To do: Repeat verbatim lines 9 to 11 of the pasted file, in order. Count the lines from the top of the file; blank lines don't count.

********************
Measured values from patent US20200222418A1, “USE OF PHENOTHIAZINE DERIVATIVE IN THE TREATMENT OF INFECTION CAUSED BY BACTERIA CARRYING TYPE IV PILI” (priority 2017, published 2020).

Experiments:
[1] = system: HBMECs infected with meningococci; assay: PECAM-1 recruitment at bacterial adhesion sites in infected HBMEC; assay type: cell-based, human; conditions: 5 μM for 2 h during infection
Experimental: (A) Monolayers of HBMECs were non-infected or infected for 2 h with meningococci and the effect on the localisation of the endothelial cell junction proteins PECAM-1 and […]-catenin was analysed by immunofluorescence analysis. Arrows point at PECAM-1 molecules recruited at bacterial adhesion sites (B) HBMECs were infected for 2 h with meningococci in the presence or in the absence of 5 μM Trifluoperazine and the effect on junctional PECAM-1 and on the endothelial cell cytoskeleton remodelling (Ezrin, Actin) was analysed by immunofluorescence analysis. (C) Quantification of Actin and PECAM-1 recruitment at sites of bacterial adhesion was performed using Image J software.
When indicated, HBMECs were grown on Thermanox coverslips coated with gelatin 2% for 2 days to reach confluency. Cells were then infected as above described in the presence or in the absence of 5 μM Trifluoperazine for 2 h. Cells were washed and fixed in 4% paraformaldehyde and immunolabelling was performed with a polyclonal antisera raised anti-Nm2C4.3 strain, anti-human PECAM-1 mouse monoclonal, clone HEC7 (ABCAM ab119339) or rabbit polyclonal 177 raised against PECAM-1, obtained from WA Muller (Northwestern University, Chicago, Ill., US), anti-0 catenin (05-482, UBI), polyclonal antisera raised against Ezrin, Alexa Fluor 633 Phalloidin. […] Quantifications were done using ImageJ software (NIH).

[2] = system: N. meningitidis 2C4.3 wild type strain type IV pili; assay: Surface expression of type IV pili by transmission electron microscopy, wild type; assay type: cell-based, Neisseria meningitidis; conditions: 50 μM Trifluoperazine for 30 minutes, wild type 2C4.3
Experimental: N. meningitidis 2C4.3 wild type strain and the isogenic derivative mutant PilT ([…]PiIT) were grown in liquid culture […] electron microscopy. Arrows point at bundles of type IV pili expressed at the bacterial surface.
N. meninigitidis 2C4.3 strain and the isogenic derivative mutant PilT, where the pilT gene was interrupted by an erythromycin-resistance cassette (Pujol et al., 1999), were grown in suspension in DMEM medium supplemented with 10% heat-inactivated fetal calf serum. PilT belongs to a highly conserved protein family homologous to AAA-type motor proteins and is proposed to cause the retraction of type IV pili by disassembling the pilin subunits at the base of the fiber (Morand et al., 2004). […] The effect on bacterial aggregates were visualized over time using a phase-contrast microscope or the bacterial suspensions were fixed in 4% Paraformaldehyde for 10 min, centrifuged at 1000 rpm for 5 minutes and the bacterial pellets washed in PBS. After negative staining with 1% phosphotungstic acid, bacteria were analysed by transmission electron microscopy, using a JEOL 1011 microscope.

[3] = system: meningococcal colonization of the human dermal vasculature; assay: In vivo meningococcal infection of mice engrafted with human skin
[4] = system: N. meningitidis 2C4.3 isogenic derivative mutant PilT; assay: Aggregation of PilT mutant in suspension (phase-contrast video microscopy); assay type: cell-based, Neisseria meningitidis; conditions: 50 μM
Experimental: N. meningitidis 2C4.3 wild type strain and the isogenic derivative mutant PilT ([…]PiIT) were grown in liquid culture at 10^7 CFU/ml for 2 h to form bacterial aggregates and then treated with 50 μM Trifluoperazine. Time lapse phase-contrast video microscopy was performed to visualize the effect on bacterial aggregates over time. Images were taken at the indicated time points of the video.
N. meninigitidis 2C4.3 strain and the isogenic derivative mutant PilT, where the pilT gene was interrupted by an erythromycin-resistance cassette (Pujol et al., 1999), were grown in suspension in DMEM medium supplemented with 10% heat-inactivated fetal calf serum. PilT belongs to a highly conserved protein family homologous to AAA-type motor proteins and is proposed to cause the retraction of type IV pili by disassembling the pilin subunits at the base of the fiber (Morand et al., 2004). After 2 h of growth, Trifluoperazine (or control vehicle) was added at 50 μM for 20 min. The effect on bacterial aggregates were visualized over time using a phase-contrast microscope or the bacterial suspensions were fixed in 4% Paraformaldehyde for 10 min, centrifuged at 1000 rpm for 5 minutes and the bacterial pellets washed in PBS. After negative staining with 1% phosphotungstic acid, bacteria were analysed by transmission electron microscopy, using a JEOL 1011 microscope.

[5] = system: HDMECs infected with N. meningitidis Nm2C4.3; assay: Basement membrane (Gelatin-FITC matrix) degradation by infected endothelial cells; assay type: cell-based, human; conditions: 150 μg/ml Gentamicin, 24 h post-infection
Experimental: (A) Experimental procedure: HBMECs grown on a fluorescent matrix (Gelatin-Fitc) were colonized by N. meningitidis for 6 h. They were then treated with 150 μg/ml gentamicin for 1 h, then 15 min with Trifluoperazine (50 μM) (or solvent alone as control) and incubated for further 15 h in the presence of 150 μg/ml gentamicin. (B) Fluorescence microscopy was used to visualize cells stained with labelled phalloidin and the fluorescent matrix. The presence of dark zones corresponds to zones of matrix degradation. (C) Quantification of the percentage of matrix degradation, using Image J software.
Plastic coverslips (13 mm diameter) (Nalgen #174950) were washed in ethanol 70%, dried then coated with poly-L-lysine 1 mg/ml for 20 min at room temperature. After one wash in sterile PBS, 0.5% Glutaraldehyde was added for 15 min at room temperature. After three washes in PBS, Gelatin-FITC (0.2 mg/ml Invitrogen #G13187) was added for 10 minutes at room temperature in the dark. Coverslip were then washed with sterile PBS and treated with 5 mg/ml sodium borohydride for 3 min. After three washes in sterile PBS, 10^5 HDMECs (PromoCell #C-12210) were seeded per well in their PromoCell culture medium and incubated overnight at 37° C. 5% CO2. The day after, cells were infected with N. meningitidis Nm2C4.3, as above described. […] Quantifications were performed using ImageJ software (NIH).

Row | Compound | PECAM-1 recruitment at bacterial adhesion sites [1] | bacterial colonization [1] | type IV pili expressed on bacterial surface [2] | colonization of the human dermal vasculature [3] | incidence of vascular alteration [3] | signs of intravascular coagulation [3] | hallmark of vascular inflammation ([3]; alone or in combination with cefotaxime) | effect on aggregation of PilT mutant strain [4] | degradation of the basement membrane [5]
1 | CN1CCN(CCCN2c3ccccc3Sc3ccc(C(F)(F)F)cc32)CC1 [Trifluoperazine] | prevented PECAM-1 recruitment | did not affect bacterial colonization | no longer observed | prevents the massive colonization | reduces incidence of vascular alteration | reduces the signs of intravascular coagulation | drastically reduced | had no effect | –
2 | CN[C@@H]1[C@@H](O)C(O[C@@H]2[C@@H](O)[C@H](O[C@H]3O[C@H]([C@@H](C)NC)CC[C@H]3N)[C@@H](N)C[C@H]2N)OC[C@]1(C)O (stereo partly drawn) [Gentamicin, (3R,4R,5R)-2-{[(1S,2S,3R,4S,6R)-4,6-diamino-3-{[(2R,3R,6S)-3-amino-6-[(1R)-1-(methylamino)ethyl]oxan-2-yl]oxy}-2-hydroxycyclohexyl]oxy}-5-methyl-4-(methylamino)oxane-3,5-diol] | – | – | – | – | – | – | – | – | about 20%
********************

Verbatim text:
[3] = system: meningococcal colonization of the human dermal vasculature; assay: In vivo meningococcal infection of mice engrafted with human skin
[4] = system: N. meningitidis 2C4.3 isogenic derivative mutant PilT; assay: Aggregation of PilT mutant in suspension (phase-contrast video microscopy); assay type: cell-based, Neisseria meningitidis; conditions: 50 μM
Experimental: N. meningitidis 2C4.3 wild type strain and the isogenic derivative mutant PilT ([…]PiIT) were grown in liquid culture at 10^7 CFU/ml for 2 h to form bacterial aggregates and then treated with 50 μM Trifluoperazine. Time lapse phase-contrast video microscopy was performed to visualize the effect on bacterial aggregates over time. Images were taken at the indicated time points of the video.